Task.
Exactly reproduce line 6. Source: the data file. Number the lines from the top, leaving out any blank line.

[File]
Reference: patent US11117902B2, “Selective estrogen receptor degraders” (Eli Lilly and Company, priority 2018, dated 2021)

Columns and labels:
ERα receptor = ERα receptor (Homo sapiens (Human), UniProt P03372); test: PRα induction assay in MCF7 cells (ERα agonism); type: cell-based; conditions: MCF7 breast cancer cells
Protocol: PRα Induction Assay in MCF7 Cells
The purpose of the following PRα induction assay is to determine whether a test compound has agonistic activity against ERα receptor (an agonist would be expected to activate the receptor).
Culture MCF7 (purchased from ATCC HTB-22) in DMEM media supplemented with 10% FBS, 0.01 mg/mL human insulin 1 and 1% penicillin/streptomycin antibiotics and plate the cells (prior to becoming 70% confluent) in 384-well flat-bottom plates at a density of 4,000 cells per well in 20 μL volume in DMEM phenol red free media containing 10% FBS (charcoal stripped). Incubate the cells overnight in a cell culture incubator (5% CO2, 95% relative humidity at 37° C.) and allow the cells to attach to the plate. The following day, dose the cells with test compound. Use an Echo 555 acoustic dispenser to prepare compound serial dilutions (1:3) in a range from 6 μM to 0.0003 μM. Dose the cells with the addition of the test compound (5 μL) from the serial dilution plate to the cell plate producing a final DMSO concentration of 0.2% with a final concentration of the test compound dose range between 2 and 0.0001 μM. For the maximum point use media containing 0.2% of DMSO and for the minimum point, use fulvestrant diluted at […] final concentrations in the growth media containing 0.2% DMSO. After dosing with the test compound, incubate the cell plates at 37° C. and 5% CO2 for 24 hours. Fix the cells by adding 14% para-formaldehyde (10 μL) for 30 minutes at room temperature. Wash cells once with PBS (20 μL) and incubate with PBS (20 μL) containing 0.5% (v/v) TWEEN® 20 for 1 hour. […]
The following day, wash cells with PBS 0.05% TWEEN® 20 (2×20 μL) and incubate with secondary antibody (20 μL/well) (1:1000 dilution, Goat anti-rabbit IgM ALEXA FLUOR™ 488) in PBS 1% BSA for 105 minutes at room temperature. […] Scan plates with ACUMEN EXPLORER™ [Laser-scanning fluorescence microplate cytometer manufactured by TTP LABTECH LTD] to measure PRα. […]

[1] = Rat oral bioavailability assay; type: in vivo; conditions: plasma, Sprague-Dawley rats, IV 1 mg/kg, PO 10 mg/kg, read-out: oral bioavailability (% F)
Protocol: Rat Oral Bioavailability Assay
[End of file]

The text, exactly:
Culture MCF7 (purchased from ATCC HTB-22) in DMEM media supplemented with 10% FBS, 0.01 mg/mL human insulin 1 and 1% penicillin/streptomycin antibiotics and plate the cells (prior to becoming 70% confluent) in 384-well flat-bottom plates at a density of 4,000 cells per well in 20 μL volume in DMEM phenol red free media containing 10% FBS (charcoal stripped). Incubate the cells overnight in a cell culture incubator (5% CO2, 95% relative humidity at 37° C.) and allow the cells to attach to the plate. The following day, dose the cells with test compound. Use an Echo 555 acoustic dispenser to prepare compound serial dilutions (1:3) in a range from 6 μM to 0.0003 μM. Dose the cells with the addition of the test compound (5 μL) from the serial dilution plate to the cell plate producing a final DMSO concentration of 0.2% with a final concentration of the test compound dose range between 2 and 0.0001 μM. For the maximum point use media containing 0.2% of DMSO and for the minimum point, use fulvestrant diluted at […] final concentrations in the growth media containing 0.2% DMSO. After dosing with the test compound, incubate the cell plates at 37° C. and 5% CO2 for 24 hours. Fix the cells by adding 14% para-formaldehyde (10 μL) for 30 minutes at room temperature. Wash cells once with PBS (20 μL) and incubate with PBS (20 μL) containing 0.5% (v/v) TWEEN® 20 for 1 hour. […]